Rediscovering the Jewel of Unity In Diversity

Have you noticed how children suffer from short-term memory loss when it comes to their toys? My son dumped out a toy box the other day into a pint-size mountain in the middle of the kids’ bedroom. His eyes locked in on something in the pile, then he shrieked, “This is mine?! I love this!” He thrust his little hand into the pile and brought out a plastic triceratops and rejoiced over it like he hadn’t seen that triceratops since the Jurassic era.

We are just like kids when it comes to the spiritual blessings that belong to us in Christ. There is so much we have yet to enjoy about God, but we lack the capacity for whatever reason. We’re half-hearted, forgetful, desperately sinful, and oh-so-finite. Yet because God is eternal, we will never grow bored as we gaze into the unfathomable depth of his character for all eternity. Boredom will be a thing of the past, even “when we’ve been there ten thousand years, bright shining as the sun.”

Even now, on this side of heaven, we can dive into the treasures of the gospel in all its geometrical glory. Together “with all the saints” we can enjoy “the breadth and length and height and depth” of the love of Christ (Eph. 3:16-19). Richard Sibbes said, “We have a full treasury to go to. All treasure is hid in Christ for us.”

When you do find that treasure in a field you have to ask: Who buried the treasure for you to find, and what must he be like? And just like If You Give a Mouse a Cookie, if you give a Christian the treasure chest of gospel riches, he is going to ask God for more people for him to share it with. By God’s Spirit we are led to count ourselves among the members of Christ’s body, the church.

Christ’s Pan-Racial Bride

The diversity of the one bride of Christ is one of those treasures we get to enjoy but often forget how unique and special it is. We’re like preschoolers with short-term memory loss about the joy that could be ours. We have to be reminded to dig into that treasure chest of gospel riches to discover and rediscover God’s heart for unity amid diversity. And when we are reminded of the gift we have in our unity amid diversity through the gospel we can’t help but rejoice. “This is ours?! I love it!” The classic text we love to remember to illustrate this gift is Revelation 5:9-10:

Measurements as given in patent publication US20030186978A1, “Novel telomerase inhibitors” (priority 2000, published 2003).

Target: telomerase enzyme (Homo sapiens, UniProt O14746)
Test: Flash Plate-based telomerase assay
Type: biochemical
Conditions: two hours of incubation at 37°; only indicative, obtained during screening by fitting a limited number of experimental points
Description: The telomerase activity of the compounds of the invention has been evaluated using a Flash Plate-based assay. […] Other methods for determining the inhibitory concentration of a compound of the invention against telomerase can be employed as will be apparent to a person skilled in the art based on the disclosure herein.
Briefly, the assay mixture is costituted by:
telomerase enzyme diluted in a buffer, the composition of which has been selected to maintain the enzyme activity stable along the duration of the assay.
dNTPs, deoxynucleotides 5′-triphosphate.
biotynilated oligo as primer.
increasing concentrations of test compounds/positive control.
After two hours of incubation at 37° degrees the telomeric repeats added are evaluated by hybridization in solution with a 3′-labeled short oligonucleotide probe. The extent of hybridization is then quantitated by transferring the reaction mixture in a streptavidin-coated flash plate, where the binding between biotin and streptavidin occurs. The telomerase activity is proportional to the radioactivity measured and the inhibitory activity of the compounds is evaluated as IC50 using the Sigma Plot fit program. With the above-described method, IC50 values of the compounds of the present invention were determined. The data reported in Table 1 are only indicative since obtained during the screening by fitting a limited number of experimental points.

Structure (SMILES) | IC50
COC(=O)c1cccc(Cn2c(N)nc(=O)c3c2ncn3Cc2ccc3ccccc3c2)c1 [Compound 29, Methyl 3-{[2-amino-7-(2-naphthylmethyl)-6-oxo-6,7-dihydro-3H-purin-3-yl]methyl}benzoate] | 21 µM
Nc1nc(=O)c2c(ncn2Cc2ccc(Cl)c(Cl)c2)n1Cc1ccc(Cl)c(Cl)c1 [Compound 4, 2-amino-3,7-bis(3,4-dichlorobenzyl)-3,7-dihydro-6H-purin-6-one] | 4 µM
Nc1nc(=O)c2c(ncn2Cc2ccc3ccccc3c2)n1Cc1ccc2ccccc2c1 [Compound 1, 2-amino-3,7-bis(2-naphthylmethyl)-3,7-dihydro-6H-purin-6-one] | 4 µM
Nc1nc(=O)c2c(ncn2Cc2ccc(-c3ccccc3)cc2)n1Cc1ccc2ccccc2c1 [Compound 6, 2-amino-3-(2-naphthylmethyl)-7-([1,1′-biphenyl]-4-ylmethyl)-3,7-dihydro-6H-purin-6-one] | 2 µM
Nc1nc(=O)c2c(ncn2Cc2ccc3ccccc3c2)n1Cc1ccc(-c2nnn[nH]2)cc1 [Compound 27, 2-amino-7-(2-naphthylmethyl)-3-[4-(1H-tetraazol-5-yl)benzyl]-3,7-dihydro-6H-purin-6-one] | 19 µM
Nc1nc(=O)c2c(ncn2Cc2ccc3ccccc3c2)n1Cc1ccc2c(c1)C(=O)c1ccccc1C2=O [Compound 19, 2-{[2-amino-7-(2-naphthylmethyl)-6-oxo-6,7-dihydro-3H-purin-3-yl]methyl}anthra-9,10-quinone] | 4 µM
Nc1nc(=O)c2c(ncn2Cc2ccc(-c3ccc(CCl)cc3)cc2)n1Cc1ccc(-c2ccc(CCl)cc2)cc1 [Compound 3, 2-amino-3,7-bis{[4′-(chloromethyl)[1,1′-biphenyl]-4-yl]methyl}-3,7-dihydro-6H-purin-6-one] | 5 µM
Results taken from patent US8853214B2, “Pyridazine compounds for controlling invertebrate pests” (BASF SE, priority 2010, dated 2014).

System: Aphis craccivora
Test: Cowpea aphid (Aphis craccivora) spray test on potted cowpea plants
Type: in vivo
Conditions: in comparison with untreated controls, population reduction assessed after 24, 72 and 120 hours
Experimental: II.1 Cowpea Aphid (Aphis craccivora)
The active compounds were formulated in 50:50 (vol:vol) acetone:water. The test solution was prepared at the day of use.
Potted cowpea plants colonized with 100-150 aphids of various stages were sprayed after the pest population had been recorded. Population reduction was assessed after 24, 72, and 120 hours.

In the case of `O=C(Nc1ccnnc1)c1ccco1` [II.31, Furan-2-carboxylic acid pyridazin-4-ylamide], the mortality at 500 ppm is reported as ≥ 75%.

And they sang a new song, saying, “Worthy are you to take the scroll and to open its seals, for you were slain, and by your blood you ransomed people for God from every tribe and language and people and nation, and you have made them a kingdom and priests to our God, and they shall reign on the earth.”

This scene of the glorious pan-racial worship of the Lamb is set in the future. And the fully multiracial diversity of the bride of Christ is already/not yet. It’s already, because God chose every single one of us in Christ before the foundation of the world (Eph. 1:4). But the church’s full-grown pan-racial quality is not yet as long as “unreached people groups” are a reality.

Not Diversity for Diversity’s Sake

All over the world you can find people getting excited about diversity. But the gospel gives us a distinctly Christian affection for diversity. That’s one of the reasons why I love Trillia Newbell’s book United so much. It’s like Trillia was rummaging through that treasure chest of the riches of God’s kingdom and she got to this one jewel called Unity In Diversity. In her book she’s holding it up for all of us saying, “Wow! Hey guys! Did you see this one?”

Trillia doesn’t have a passion for “diversity;” she has a passion for the gospel. She writes:

I have a passion for the gospel. It is in the gospel that we see people as made in the image of God, uniquely designed by God, and brothers and sisters in Christ. We know that every person who ever lived is made in God’s image, but for the Christian, there is a new family. My desire is that we would see each other as who we really are—brothers and sisters bought with a price.